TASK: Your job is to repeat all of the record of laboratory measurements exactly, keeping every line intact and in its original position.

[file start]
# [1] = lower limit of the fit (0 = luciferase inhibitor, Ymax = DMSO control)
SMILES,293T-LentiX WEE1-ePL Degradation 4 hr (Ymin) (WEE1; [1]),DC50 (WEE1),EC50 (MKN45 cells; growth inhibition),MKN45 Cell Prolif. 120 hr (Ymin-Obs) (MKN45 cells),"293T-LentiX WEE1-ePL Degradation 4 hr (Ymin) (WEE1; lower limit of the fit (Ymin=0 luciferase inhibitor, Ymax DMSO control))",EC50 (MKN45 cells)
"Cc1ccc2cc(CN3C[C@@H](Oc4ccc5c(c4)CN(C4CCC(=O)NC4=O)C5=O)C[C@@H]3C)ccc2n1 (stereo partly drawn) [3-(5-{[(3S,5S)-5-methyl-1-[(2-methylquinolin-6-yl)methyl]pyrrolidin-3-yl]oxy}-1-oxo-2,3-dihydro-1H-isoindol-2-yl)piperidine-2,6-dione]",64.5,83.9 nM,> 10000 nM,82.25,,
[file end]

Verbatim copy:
# [1] = lower limit of the fit (0 = luciferase inhibitor, Ymax = DMSO control)
SMILES,293T-LentiX WEE1-ePL Degradation 4 hr (Ymin) (WEE1; [1]),DC50 (WEE1),EC50 (MKN45 cells; growth inhibition),MKN45 Cell Prolif. 120 hr (Ymin-Obs) (MKN45 cells),"293T-LentiX WEE1-ePL Degradation 4 hr (Ymin) (WEE1; lower limit of the fit (Ymin=0 luciferase inhibitor, Ymax DMSO control))",EC50 (MKN45 cells)
"Cc1ccc2cc(CN3C[C@@H](Oc4ccc5c(c4)CN(C4CCC(=O)NC4=O)C5=O)C[C@@H]3C)ccc2n1 (stereo partly drawn) [3-(5-{[(3S,5S)-5-methyl-1-[(2-methylquinolin-6-yl)methyl]pyrrolidin-3-yl]oxy}-1-oxo-2,3-dihydro-1H-isoindol-2-yl)piperidine-2,6-dione]",64.5,83.9 nM,> 10000 nM,82.25,,